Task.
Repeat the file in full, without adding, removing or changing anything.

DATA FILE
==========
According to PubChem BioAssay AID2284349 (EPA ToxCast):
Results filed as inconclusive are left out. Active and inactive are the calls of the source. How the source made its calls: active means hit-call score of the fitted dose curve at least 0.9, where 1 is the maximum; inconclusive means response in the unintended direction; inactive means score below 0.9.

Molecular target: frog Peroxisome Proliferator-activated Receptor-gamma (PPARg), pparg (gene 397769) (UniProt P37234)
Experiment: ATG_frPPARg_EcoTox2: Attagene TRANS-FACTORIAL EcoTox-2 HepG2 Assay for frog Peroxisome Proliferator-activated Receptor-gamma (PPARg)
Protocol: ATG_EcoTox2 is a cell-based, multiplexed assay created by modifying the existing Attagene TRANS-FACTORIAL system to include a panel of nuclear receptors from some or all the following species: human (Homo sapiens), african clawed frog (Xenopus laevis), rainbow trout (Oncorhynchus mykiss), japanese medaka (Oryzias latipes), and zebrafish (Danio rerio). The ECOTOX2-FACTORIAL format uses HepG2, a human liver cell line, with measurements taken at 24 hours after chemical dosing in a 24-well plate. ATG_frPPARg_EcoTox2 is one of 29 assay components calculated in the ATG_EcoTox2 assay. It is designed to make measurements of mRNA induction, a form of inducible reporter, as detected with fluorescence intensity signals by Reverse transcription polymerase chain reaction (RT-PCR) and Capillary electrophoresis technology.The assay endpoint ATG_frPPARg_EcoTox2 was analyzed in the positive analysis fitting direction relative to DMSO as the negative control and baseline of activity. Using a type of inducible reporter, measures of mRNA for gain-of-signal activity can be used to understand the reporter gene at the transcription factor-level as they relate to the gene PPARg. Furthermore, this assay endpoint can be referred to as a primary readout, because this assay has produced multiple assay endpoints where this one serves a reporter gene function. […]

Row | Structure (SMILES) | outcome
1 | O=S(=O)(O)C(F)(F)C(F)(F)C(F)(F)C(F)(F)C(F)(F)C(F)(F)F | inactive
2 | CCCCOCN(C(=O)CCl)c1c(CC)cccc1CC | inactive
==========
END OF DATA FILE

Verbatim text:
According to PubChem BioAssay AID2284349 (EPA ToxCast):
Results filed as inconclusive are left out. Active and inactive are the calls of the source. How the source made its calls: active means hit-call score of the fitted dose curve at least 0.9, where 1 is the maximum; inconclusive means response in the unintended direction; inactive means score below 0.9.

Molecular target: frog Peroxisome Proliferator-activated Receptor-gamma (PPARg), pparg (gene 397769) (UniProt P37234)
Experiment: ATG_frPPARg_EcoTox2: Attagene TRANS-FACTORIAL EcoTox-2 HepG2 Assay for frog Peroxisome Proliferator-activated Receptor-gamma (PPARg)
Protocol: ATG_EcoTox2 is a cell-based, multiplexed assay created by modifying the existing Attagene TRANS-FACTORIAL system to include a panel of nuclear receptors from some or all the following species: human (Homo sapiens), african clawed frog (Xenopus laevis), rainbow trout (Oncorhynchus mykiss), japanese medaka (Oryzias latipes), and zebrafish (Danio rerio). The ECOTOX2-FACTORIAL format uses HepG2, a human liver cell line, with measurements taken at 24 hours after chemical dosing in a 24-well plate. ATG_frPPARg_EcoTox2 is one of 29 assay components calculated in the ATG_EcoTox2 assay. It is designed to make measurements of mRNA induction, a form of inducible reporter, as detected with fluorescence intensity signals by Reverse transcription polymerase chain reaction (RT-PCR) and Capillary electrophoresis technology.The assay endpoint ATG_frPPARg_EcoTox2 was analyzed in the positive analysis fitting direction relative to DMSO as the negative control and baseline of activity. Using a type of inducible reporter, measures of mRNA for gain-of-signal activity can be used to understand the reporter gene at the transcription factor-level as they relate to the gene PPARg. Furthermore, this assay endpoint can be referred to as a primary readout, because this assay has produced multiple assay endpoints where this one serves a reporter gene function. […]

Row | Structure (SMILES) | outcome
1 | O=S(=O)(O)C(F)(F)C(F)(F)C(F)(F)C(F)(F)C(F)(F)C(F)(F)F | inactive
2 | CCCCOCN(C(=O)CCl)c1c(CC)cccc1CC | inactive